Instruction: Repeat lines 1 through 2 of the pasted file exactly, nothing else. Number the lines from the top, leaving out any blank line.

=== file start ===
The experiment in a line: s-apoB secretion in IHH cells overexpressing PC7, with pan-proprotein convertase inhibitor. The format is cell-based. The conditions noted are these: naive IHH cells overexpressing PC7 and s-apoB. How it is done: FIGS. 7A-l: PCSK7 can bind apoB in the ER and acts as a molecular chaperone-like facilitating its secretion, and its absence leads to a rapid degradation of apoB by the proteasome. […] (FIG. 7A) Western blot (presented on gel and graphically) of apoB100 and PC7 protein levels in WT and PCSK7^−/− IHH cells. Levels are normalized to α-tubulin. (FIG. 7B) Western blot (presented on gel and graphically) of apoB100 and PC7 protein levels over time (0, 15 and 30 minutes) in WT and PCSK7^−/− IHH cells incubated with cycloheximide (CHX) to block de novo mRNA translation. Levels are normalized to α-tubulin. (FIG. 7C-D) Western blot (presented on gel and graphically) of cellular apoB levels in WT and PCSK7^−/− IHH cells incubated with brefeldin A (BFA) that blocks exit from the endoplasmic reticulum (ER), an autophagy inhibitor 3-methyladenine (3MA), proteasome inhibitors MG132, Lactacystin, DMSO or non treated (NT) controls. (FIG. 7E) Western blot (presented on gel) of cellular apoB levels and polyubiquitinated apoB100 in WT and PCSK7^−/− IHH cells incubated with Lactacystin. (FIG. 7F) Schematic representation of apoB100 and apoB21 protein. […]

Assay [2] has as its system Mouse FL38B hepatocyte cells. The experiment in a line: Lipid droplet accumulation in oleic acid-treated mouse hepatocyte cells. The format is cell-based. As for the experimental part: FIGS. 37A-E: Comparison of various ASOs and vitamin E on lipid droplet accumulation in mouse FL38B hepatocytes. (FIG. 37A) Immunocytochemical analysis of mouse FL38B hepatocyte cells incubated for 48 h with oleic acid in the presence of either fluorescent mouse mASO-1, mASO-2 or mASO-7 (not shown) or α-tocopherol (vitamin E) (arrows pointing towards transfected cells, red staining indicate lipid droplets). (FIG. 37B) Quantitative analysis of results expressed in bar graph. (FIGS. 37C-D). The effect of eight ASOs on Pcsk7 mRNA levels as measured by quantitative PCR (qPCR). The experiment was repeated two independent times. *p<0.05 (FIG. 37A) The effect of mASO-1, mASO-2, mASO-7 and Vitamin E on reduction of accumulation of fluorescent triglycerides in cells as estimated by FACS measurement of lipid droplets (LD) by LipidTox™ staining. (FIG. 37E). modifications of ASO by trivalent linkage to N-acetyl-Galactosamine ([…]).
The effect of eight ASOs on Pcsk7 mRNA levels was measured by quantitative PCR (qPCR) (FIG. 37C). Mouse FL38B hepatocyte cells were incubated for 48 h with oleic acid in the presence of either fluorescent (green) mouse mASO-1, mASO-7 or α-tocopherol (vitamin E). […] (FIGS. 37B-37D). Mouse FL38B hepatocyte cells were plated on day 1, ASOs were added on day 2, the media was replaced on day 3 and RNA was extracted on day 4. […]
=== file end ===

The experiment in a line: s-apoB secretion in IHH cells overexpressing PC7, with pan-proprotein convertase inhibitor. The format is cell-based. The conditions noted are these: naive IHH cells overexpressing PC7 and s-apoB. How it is done: FIGS. 7A-l: PCSK7 can bind apoB in the ER and acts as a molecular chaperone-like facilitating its secretion, and its absence leads to a rapid degradation of apoB by the proteasome. […] (FIG. 7A) Western blot (presented on gel and graphically) of apoB100 and PC7 protein levels in WT and PCSK7^−/− IHH cells. Levels are normalized to α-tubulin. (FIG. 7B) Western blot (presented on gel and graphically) of apoB100 and PC7 protein levels over time (0, 15 and 30 minutes) in WT and PCSK7^−/− IHH cells incubated with cycloheximide (CHX) to block de novo mRNA translation. Levels are normalized to α-tubulin. (FIG. 7C-D) Western blot (presented on gel and graphically) of cellular apoB levels in WT and PCSK7^−/− IHH cells incubated with brefeldin A (BFA) that blocks exit from the endoplasmic reticulum (ER), an autophagy inhibitor 3-methyladenine (3MA), proteasome inhibitors MG132, Lactacystin, DMSO or non treated (NT) controls. (FIG. 7E) Western blot (presented on gel) of cellular apoB levels and polyubiquitinated apoB100 in WT and PCSK7^−/− IHH cells incubated with Lactacystin. (FIG. 7F) Schematic representation of apoB100 and apoB21 protein. […]

Assay [2] has as its system Mouse FL38B hepatocyte cells. The experiment in a line: Lipid droplet accumulation in oleic acid-treated mouse hepatocyte cells. The format is cell-based. As for the experimental part: FIGS. 37A-E: Comparison of various ASOs and vitamin E on lipid droplet accumulation in mouse FL38B hepatocytes. (FIG. 37A) Immunocytochemical analysis of mouse FL38B hepatocyte cells incubated for 48 h with oleic acid in the presence of either fluorescent mouse mASO-1, mASO-2 or mASO-7 (not shown) or α-tocopherol (vitamin E) (arrows pointing towards transfected cells, red staining indicate lipid droplets). (FIG. 37B) Quantitative analysis of results expressed in bar graph. (FIGS. 37C-D). The effect of eight ASOs on Pcsk7 mRNA levels as measured by quantitative PCR (qPCR). The experiment was repeated two independent times. *p<0.05 (FIG. 37A) The effect of mASO-1, mASO-2, mASO-7 and Vitamin E on reduction of accumulation of fluorescent triglycerides in cells as estimated by FACS measurement of lipid droplets (LD) by LipidTox™ staining. (FIG. 37E). modifications of ASO by trivalent linkage to N-acetyl-Galactosamine ([…]).